What structure works best when it comes to work management?

ask jeff 171213Question: What's your ideal work management structure?

Pam, maintenance manager, MI

Answer: Pam, there are many variations to organizational structures depending on business objectives and challenges, e.g. the type of business involved, labor availability, staffing size, capacity constraints, and work execution maturity.

Because you asked for my ideal work management structure, let me start with the why behind my answer. I like the ability to dedicate a portion of the crew to proactive work such as preventive maintenance, condition monitoring, and planned corrective work. Doing so puts a clear focus on planned activities over reactive work using the schedule to set an expectation. A smaller portion of the crew or team addresses the emergency or urgent work that occurs on the shift. These individuals are also known as the "troubleshooters." They are assigned scheduled work as well, but it is lower-priority planned work that they can break away from to address trouble calls.

I have experienced several variations on this fixed-focus theme. With one variation, individual "system owners" were dedicated to specific areas of the facility. The system owner performed the PM activities and corrective work. There were two shift technicians on each of four shifts who addressed the reactive emergency and urgent work. A separate controls technician resided on day shift to address control and instrumentation PMs and corrective work.The organization had a total of about 15 technicians. Every approach has pros and cons, too.

While this approach worked well, there were opportunities for improvement. For example, without an effective priority management system, every system owner felt his or her individual work in the system was the most important. As such, work in one area that had a greater business priority overall could be delayed because it didn't get necessary assistance from other system owners. Without the help to get the work done, the system owners would be forced to use contract labor to a greater extent. Also, having only one system owner meant that there was only one individual who worked on specific assets other than in emergency repair situations.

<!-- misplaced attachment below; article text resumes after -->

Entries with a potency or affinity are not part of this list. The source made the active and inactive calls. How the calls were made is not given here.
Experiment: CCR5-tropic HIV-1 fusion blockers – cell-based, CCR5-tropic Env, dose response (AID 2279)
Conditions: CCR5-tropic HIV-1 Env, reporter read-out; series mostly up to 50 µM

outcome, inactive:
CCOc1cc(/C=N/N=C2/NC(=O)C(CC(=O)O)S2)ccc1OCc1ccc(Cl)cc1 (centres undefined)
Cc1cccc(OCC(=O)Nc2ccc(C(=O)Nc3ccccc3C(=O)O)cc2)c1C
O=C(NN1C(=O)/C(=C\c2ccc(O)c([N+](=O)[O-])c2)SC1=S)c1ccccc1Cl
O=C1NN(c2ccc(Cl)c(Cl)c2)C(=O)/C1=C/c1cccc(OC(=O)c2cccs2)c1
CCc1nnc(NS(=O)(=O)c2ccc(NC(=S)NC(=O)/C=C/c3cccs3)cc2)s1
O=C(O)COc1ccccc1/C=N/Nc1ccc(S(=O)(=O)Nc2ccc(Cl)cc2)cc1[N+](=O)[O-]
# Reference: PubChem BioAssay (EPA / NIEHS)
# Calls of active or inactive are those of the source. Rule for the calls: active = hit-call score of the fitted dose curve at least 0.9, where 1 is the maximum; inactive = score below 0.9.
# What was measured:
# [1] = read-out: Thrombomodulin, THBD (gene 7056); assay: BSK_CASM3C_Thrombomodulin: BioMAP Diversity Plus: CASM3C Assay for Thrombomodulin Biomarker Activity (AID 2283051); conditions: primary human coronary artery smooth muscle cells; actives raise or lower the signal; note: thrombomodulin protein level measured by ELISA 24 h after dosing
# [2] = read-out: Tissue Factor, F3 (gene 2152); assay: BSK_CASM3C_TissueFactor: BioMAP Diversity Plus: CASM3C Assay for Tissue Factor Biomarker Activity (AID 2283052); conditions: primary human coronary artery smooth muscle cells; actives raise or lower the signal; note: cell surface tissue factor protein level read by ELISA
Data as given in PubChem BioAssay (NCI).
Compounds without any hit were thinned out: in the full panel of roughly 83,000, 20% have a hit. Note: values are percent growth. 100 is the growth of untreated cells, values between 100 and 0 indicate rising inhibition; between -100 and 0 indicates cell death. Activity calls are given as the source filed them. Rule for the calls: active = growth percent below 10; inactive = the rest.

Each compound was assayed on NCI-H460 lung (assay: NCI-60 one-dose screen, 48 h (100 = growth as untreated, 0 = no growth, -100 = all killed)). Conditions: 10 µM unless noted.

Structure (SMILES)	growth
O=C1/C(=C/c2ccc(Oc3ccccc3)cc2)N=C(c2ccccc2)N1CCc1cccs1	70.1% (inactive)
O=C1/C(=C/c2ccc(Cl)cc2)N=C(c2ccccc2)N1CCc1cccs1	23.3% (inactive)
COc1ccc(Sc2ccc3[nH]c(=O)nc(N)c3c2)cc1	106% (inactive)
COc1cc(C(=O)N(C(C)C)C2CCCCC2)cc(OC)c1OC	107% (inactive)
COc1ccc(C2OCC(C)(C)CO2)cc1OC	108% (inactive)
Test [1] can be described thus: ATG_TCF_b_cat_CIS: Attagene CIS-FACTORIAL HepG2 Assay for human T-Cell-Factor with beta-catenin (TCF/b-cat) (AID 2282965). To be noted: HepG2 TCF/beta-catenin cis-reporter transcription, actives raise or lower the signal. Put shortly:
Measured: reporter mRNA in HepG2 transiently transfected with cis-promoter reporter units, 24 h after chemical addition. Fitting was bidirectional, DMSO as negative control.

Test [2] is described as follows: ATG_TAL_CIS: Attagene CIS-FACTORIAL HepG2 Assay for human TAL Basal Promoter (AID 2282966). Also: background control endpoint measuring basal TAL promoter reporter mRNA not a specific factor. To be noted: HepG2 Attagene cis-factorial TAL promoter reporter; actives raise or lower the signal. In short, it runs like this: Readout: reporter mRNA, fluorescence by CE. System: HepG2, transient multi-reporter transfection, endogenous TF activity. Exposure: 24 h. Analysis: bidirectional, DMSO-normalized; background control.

In a much larger organization, the workforce was divided into six teams that rotated shifts each week. Each team had a team leader and nine technicians. With the schedule rotation, three teams were always on day shift (two doing planned work and PMs while one team addressed reactive issues). There was a reactive team on both the midnight and afternoon shifts. One team was off, as is typical with a four-shift rotation. All of the teams rotated shifts and through the planned work crews as well. Priorities were addressed based on business need as opposed to having system ownership. Sure, some of the technicians were more experienced in other areas. A downside was that there was little system ownership.

In these examples, there were first-level supervision and planner-scheduler functions. I look for ratios of eight to 15 technicians per first-level supervisor and 15–30 technicians per planner-scheduler. As the organization matures in its work management practices proactively, you shift toward the higher numbers, i.e., for first-level supervision, there would be 15 technicians.

What other insights might you have on this topic? Send me an email at the address below and I will respond or place your questions with my answers here.

Please post your comments so everyone can learn.

Talk soon,
Jeff Shiver, CMRP

If you have problems in the fields of maintenance, reliability, planning and scheduling, MRO storerooms, or leadership as examples, please contact Jeff Shiver with your question(s) here.